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NU BIOL 1121 - Anatomy Final Review Guide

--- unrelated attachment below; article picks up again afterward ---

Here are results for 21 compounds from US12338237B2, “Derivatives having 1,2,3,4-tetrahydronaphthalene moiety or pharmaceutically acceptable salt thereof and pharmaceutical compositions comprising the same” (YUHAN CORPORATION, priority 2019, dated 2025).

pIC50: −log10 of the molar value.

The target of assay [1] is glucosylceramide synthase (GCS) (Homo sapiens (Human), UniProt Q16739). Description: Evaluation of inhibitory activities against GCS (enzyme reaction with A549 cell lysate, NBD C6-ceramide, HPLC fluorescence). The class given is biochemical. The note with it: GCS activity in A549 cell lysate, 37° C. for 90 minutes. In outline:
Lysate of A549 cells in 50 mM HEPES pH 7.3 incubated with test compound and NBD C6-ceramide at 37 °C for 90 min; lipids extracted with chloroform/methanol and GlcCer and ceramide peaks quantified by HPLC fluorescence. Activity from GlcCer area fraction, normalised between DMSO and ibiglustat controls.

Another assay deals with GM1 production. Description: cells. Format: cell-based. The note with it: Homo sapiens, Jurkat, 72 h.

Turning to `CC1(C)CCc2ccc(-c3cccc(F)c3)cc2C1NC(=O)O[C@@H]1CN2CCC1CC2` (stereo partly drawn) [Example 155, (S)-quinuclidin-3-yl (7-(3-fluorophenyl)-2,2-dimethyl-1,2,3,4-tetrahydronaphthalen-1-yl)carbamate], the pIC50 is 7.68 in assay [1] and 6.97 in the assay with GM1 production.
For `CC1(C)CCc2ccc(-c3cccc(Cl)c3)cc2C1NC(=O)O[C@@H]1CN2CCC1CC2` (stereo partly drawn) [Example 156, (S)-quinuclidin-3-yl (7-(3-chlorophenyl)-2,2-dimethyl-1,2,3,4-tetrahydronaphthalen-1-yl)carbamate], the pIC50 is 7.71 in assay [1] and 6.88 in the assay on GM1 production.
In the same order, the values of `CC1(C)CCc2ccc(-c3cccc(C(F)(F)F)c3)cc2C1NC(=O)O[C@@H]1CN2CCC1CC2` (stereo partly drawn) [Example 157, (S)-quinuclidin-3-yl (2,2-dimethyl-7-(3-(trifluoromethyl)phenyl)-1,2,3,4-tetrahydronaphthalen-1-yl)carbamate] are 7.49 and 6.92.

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Anatomy Final Review GuideCumulative Material Cardiovascular System & Blood Vessels• Anatomy of the HeartoPulmonary Circuit: right side of heart, supplies blood to lungs for gas exchange Right atria, AV (tricuspid) valve, right ventricle, semilunar valve, pulmonary arteriesoSystemic Circuit: left side of heart, supplies blood to body  Left atria, bicuspid valve, left ventricle, semilunar valve, aortaoPericardium Sac-like, double-walled structure wrapped around heart Allows heart to beat without friction, can expand but resists excessive expansionoMyocardium Thick layer of muscle • Left side has thicker layer because it does more work, but does NOT eject more blood Fibrous Skeleton: network of elastic and cartilaginous fibers• Provides structural support and attachment for cardiac muscle• Electrical nonconductor- helps coordinate contractile ability Interventricular septum: divides left and right ventricles Interatrial septum: divides left and right atria Chordae tendinae: help prevent backflipping of valves, connect valves to papillary musclesoValves AV valves: connect atria and ventricles• Right: tricuspid, left: bicuspid Semilunar: control flow into great arteries• Right: pulmonary, left: aortic• Ventricular pressure controls valve movementoVentricles relax: ventricular pressure drops, semilunar valves close, AV valves open Blood flows from atria to ventriclesoVentricles contract: ventricular pressure rises, blood pushes AV valves closed, semilunar valves forced open, blood flows into pulmonary trunk and aorta• Anatomy of Blood VesselsoTunica interna: single layer of endothelium, facing inward contacting blood Capillaries consist of single layer of tunica internaoTunica media: middle, thickest layer of vessel wall Consists of smooth muscle, collagen, and elastic tissue Smooth muscle controls vasomotionoArteries Relatively strong structure to resist blood pressure Conducting (elastic) arteries: largest- pul. trunk, aorta, carotid, subclaviac, common iliac• Smaller percentage of smooth muscle, more elastic tissue oControlled expansion during systole, recoil during diastoleoDampens fluctuations b/w systole and diastole to maintain BP Small arteries: vary in size and number throughout body• Arterioles: control amount of blood to organsoGreatest amount of smooth muscle, little elastic tissue Metarterioles: short vessels connecting arterioles to capillaries Arterial sense organs: • Baroreceptors: in aortic arch and carotid sinusoMonitor BP: signals cardiac and vasomotor centers in medulla if BP increases Trigger decrease in HR and vasodilation• Chemoreceptors: located in carotid and aortic bodiesoMonitor changes in blood chemistry: adjust breathing rate to stabilize blood pH, CO2, and O2oCapillaries Composed only of endothelium, with basal lamina and basement membrane Continuous: most common, occur in most tissues• endothelial cells have tight junctions forming a continuous tube with intercellular clefts• allow small molecules to pass through, but block large proteins and blood cells Fenestrated: • Endothelial cells have many holes called filtration poresoAllow for rapid passage of small molecules, increasing rate of exchangeoFound in kidneys and small intestine  Sinusoids: irregular blood-filled spaces in liver, bone marrow, spleen• no basal lamina, which normally stops movement of large molecules through fenestration• allows proteins to pass through; some allow for RBCs also Arranged into capillary beds, supplied by a single metarteriole which passes through center to venule• Precapillary sphincter: control which beds are perfused with bloodo¾ of capillaries shut down at given time depending on activityoVeins Expand easily, w/ thinner walls due to distance from ventricles (lower BP) More constant BP in veins than arteries, and collapse when empty Contain valves that open in only direction only to prevent backflow of blood Venules:• Postcapillary venules exchange fluid w/ tissues, lead to muscular venules Large veins: venae cavae, pulmonary veins• Contain some smooth muscle in all three layers• CirculationoCommon circulatory route:  Heartarteriesarteriolescapillariesvenulesveins Angina pectoris: partial obstruction of coronary blood flow• reversible ischemia, or temporary lack of blood flow to cardiac muscle Myocardial Infarction:• Long-term obstruction of coronary circulation causes death of cardiac cellsoPortal system: Blood flows through two consecutive capillary networks before returning to heart• Seen in: hypothalamus to ant. pituitary, kidneys, b/w intestines and liver Anastomoses (shunt): point where two blood vessels merge• Arteriovenous anastomosis: artery flows directly into veinoCapillary Exchange Change occurs across capillary wall b/w blood and tissue fluid Chemicals can pass through:• Endothelial plasma membrane, intercellular clefts, or fenestrations Diffusion:• Most important mechanism of exchange: moves nutrients and waste products• Lipid soluble substances (steroid hormones, O2, CO2) pass through easily• Glucose and electrolytes must pass through channels, clefts, or fenestrations• Large particles, like proteins, held back (except in sinusoids) Filtration and Reabsorption:• Hydrostatic and colloid osmotic pressure (COP) are opposing forcesoHydrostatic pressure drives fluid out of capillary Arterial end: positive BP inside cap and negative interstitial pressure create net outward hydrostatic pressure Venous end: positive BP inside cap + negative interstitial pressure drives blood into cap BP drops as you move along capillary, causing HP to decreaseoColloid osmotic pressure (COP) due to diffusion of water due to conc. of nonpenetrating solutes (mainly protein, more conc. in blood than tissue) Oncotic pressure= net COP(blood COP-tissue COP) Net COP same at both ends• Net filtration at arterial end- water pushes out into tissue• Net reabsorption at venous endoHP is greater than constant COP at arterial end, but less at venous end • Capillaries reabsorb about 85% of fluid, other 15% reabsorbed by lymph• In resting tissue, reabsorption predominates• In metabolically active tissue, filtration dominates• Kidneys= net filtration, lungs= net reabsorptionoEdema Accumulation of excess fluid in tissue• Three fundamental causes: increased